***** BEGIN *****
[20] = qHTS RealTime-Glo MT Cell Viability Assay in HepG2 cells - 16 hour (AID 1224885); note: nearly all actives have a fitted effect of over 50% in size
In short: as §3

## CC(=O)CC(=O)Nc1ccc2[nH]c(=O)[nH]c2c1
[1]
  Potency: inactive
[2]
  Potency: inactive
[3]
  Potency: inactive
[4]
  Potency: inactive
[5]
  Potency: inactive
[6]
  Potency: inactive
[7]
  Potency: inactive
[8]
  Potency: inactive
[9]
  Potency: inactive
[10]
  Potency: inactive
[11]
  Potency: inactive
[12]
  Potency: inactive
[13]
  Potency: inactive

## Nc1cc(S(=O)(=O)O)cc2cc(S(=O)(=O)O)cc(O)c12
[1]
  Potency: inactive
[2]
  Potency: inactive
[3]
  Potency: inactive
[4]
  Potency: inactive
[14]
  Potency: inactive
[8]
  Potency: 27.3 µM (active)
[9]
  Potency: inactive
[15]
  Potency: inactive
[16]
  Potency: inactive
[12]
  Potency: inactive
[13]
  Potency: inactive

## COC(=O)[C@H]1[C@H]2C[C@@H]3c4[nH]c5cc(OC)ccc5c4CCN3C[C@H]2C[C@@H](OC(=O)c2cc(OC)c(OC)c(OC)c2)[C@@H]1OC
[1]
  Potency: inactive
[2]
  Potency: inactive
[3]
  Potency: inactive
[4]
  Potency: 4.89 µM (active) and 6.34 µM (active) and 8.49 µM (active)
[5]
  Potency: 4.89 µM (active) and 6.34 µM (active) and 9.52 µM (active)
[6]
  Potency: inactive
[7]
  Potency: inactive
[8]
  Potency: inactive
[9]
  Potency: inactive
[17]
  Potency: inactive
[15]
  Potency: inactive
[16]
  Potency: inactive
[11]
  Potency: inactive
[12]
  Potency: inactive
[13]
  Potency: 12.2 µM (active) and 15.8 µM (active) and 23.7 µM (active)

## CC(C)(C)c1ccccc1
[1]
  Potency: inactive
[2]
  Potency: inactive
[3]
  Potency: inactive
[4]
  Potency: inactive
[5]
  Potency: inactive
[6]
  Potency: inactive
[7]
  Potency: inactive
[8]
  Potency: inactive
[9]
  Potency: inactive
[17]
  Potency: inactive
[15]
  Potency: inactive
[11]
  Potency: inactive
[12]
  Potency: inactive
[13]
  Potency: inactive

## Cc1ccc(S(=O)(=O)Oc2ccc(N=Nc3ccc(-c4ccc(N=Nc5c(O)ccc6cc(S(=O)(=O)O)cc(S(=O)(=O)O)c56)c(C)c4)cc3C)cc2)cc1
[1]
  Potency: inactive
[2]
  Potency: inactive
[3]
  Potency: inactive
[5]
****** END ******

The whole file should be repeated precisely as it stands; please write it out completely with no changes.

[20] = qHTS RealTime-Glo MT Cell Viability Assay in HepG2 cells - 16 hour (AID 1224885); note: nearly all actives have a fitted effect of over 50% in size
In short: as §3

## CC(=O)CC(=O)Nc1ccc2[nH]c(=O)[nH]c2c1
[1]
  Potency: inactive
[2]
  Potency: inactive
[3]
  Potency: inactive
[4]
  Potency: inactive
[5]
  Potency: inactive
[6]
  Potency: inactive
[7]
  Potency: inactive
[8]
  Potency: inactive
[9]
  Potency: inactive
[10]
  Potency: inactive
[11]
  Potency: inactive
[12]
  Potency: inactive
[13]
  Potency: inactive

## Nc1cc(S(=O)(=O)O)cc2cc(S(=O)(=O)O)cc(O)c12
[1]
  Potency: inactive
[2]
  Potency: inactive
[3]
  Potency: inactive
[4]
  Potency: inactive
[14]
  Potency: inactive
[8]
  Potency: 27.3 µM (active)
[9]
  Potency: inactive
[15]
  Potency: inactive
[16]
  Potency: inactive
[12]
  Potency: inactive
[13]
  Potency: inactive

## COC(=O)[C@H]1[C@H]2C[C@@H]3c4[nH]c5cc(OC)ccc5c4CCN3C[C@H]2C[C@@H](OC(=O)c2cc(OC)c(OC)c(OC)c2)[C@@H]1OC
[1]
  Potency: inactive
[2]
  Potency: inactive
[3]
  Potency: inactive
[4]
  Potency: 4.89 µM (active) and 6.34 µM (active) and 8.49 µM (active)
[5]
  Potency: 4.89 µM (active) and 6.34 µM (active) and 9.52 µM (active)
[6]
  Potency: inactive
[7]
  Potency: inactive
[8]
  Potency: inactive
[9]
  Potency: inactive
[17]
  Potency: inactive
[15]
  Potency: inactive
[16]
  Potency: inactive
[11]
  Potency: inactive
[12]
  Potency: inactive
[13]
  Potency: 12.2 µM (active) and 15.8 µM (active) and 23.7 µM (active)

## CC(C)(C)c1ccccc1
[1]
  Potency: inactive
[2]
  Potency: inactive
[3]
  Potency: inactive
[4]
  Potency: inactive
[5]
  Potency: inactive
[6]
  Potency: inactive
[7]
  Potency: inactive
[8]
  Potency: inactive
[9]
  Potency: inactive
[17]
  Potency: inactive
[15]
  Potency: inactive
[11]
  Potency: inactive
[12]
  Potency: inactive
[13]
  Potency: inactive

## Cc1ccc(S(=O)(=O)Oc2ccc(N=Nc3ccc(-c4ccc(N=Nc5c(O)ccc6cc(S(=O)(=O)O)cc(S(=O)(=O)O)c56)c(C)c4)cc3C)cc2)cc1
[1]
  Potency: inactive
[2]
  Potency: inactive
[3]
  Potency: inactive
[5]